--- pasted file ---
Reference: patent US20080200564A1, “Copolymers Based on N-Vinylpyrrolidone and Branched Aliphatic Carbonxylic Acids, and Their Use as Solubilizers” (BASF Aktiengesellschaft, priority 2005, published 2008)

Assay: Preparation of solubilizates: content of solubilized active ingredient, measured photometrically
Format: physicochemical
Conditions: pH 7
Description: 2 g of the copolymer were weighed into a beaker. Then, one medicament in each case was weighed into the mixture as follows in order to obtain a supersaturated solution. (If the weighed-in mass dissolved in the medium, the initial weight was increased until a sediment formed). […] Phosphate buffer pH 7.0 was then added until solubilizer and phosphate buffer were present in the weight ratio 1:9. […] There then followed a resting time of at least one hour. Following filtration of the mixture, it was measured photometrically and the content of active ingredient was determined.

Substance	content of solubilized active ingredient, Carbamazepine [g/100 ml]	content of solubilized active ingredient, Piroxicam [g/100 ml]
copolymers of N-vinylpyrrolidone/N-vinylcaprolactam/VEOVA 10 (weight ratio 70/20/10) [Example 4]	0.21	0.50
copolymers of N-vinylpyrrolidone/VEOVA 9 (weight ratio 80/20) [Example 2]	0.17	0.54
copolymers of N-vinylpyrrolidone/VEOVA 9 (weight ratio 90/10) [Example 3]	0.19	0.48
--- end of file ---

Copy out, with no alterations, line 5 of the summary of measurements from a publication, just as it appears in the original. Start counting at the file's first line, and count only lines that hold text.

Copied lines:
Description: 2 g of the copolymer were weighed into a beaker. Then, one medicament in each case was weighed into the mixture as follows in order to obtain a supersaturated solution. (If the weighed-in mass dissolved in the medium, the initial weight was increased until a sediment formed). […] Phosphate buffer pH 7.0 was then added until solubilizer and phosphate buffer were present in the weight ratio 1:9. […] There then followed a resting time of at least one hour. Following filtration of the mixture, it was measured photometrically and the content of active ingredient was determined.